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Francisco Javier Novo Villaverde, Full Professor of department of Biochemistry and Genetics of the University of Navarra.

CRISPR wins Nobel Prize

Thu, 08 Oct 2020 09:28:00 +0000 Published in Navarra Newspaper
Javier Novo

Our genome contains three billion letters and it is not easy to modify just one of them, as if it were a word processor. Nevertheless, the efforts of research in recent years have made possible the emergence of genome editing technologies. The most recent one is known as CRISPR/Cas9 and was developed in 2012 by the researchers who have just been awarded the award Nobel Prize at Chemistry.

CRISPR is a correction technology Genetics that basically consists of two components: a protein and a ribonucleic acid (RNA) molecule. When this complex reaches the interior of the cell, the RNA guide it to the specific place in the genome where it must act; the protein cuts the DNA at that point, leaving two free ends, and then the cell's own repair machinery fuses these ends. If another molecule is also included to serve as a template, during this repair process a letter of the original genome can be changed by another in a very specific way, giving as result the "editing" or correction Genetics.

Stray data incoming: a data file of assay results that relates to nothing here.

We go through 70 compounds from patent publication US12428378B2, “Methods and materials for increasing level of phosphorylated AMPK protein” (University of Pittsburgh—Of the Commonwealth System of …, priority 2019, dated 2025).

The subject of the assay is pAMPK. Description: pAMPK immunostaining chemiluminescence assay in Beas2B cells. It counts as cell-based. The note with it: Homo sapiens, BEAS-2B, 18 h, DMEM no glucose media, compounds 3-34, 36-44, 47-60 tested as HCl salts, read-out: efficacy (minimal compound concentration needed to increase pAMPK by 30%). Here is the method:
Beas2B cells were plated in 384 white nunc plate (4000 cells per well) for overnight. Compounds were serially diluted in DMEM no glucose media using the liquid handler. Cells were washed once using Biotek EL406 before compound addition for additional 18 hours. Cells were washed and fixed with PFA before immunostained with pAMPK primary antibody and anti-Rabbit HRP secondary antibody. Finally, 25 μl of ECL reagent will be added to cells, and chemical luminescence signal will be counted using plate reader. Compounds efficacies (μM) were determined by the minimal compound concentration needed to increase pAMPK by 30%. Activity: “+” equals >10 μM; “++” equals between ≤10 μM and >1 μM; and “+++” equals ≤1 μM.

CRISPR editing Genetics is still in the process of development and optimization, as some of its limitations are being overcome. Among other problems, the machinery does not always cut only at the targeted site, but also elsewhere in the genome. Even so, the research of recent years has significantly improved this technique.

It is not difficult to understand the enormous expectation that CRISPR has caused in the world of biotechnology. Compared to traditional techniques for generating transgenics and genetically modified organisms, CRISPR has quickly established itself as the fastest and most efficient technique for introducing modifications into the genomes of plants and animals. Today, the CRISPR "zoo" includes chickens whose eggs do not cause allergies, sheep or ferrets that reproduce human diseases, mosquitoes unable to transmit malaria; in addition to other applications, of more dubious utility, such as the de-extinction of the Siberian mammoth or the creation of small pigs that are marketed as pets. In biomedicine we have also seen remarkable advances such as the cure of hemophilia or muscular dystrophy in animals at laboratory, paving the way for clinical trials in humans.

Given the enormous expectations created by the rapid development of CRISPR, several international summits have been held since 2015 to discuss in depth the scientific, social, legal and ethical issues involved in editing human genomes. The awarding of this award should help keep the conversation alive about the role of biotechnology in shaping the society we will bequeath to future generations.